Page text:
It's thanks to the men and women who serve that our news comes from different outlets and different angles and isn't stamped "Approved Government News". We don't have someone looming over our shoulders to make sure we don't find out what's going on in another part of the world or cleaning up opinions of our leaders. We don't get notices telling us not to worry about hurricane season or flooding because our leaders took care of that problem or warning us to ignore "propaganda" that exposes short-comings that could impact the public. And you don't have to register every moment on line so someone knows where you look and what you read. That's freedom of the press.

It's thanks to the men and women who serve that we can gather together in peaceful protest and shout with a louder voice than we'd able to use on our own. We can get attention directed to the people who have no voice of their own at all and keep the spotlight on those trying to hide things that shouldn't be covered up. That's freedom of assembly.

It's thanks to the men and women who serve that you know who represents you in government and that you know where they stand on what issue. You can get together with like minded individuals and bring your wants and needs to them, and if they don't act the way you think they should, you can tell them your vote's going elsewhere in the next election. That's your right to petition.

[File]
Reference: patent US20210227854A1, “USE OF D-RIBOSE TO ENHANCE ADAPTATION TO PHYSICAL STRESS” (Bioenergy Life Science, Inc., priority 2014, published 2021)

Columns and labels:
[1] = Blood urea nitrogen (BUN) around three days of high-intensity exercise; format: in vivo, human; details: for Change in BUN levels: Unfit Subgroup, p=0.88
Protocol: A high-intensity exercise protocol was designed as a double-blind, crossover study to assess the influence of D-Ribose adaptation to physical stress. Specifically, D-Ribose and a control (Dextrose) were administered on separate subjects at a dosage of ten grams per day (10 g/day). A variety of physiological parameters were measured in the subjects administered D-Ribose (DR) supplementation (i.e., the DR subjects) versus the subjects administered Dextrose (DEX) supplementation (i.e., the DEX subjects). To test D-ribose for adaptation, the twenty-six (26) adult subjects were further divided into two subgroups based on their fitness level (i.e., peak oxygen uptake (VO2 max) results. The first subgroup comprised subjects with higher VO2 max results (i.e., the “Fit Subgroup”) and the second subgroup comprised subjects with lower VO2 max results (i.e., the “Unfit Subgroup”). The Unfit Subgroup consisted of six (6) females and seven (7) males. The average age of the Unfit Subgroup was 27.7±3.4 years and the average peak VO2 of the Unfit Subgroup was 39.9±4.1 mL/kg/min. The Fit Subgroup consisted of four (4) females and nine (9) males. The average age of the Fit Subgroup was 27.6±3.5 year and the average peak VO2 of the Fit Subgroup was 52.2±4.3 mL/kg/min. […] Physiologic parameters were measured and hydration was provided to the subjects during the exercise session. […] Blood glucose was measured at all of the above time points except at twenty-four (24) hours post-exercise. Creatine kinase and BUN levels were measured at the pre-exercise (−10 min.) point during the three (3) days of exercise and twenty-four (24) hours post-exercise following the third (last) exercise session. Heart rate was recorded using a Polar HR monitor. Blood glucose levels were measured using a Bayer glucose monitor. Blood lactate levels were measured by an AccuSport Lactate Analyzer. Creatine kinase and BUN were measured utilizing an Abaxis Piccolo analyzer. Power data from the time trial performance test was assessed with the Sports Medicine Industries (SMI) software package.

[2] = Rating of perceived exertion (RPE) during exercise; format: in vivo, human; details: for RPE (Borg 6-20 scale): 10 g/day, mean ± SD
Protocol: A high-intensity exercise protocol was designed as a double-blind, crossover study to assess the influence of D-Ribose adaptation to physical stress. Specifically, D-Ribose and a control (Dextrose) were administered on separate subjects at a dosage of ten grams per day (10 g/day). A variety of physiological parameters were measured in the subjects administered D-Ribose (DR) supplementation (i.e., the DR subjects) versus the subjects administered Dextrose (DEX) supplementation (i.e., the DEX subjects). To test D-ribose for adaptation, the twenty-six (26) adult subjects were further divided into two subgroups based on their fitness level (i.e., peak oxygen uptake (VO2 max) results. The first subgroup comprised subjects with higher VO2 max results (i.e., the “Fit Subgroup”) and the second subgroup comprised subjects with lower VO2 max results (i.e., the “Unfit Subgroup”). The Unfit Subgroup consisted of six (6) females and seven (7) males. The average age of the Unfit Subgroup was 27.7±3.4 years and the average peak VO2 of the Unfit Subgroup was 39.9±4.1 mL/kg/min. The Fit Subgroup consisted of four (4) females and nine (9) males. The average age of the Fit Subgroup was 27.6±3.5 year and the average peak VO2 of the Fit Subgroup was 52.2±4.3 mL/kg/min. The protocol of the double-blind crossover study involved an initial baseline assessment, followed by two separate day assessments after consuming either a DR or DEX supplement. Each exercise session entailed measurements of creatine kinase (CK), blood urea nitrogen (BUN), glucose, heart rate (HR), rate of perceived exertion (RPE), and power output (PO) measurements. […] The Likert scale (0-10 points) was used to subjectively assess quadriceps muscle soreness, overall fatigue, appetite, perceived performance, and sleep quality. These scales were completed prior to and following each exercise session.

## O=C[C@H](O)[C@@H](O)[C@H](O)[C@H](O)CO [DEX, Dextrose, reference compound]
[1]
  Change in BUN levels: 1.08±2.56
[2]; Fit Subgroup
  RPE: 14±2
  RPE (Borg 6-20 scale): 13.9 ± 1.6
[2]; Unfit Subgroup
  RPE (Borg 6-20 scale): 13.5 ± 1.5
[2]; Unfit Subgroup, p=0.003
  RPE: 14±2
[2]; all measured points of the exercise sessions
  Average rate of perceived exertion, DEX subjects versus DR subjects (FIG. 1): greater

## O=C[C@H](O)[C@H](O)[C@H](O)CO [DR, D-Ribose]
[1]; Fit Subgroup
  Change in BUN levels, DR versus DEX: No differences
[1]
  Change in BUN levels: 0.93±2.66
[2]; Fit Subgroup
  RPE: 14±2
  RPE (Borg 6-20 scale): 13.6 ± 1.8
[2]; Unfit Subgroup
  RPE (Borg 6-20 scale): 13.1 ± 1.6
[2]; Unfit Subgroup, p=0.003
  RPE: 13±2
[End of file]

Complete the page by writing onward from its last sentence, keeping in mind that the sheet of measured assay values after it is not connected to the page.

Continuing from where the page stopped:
2. Even though most of us will never have to use a weapon to defend our home, family or person, the men and women who serve do so to make sure that the right is there if you need it. That's the right to bear arms.

3. Those who serve do so to ensure that your home is your home and not a convenient place to park the local reserves. You have a right to a locked door that can't be breached because a person in uniform wants to use or abuse your property, family or person. That's the right not to quarter.

4. Those who serve do so to ensure you have a right to what's yours and a right to tell others that what's yours is none of their business. You have a right to security and privacy in your own home, and a right to keep what belongs to you in whatever legal manner you choose inside your own space. That's the right of no illegal search and seizure.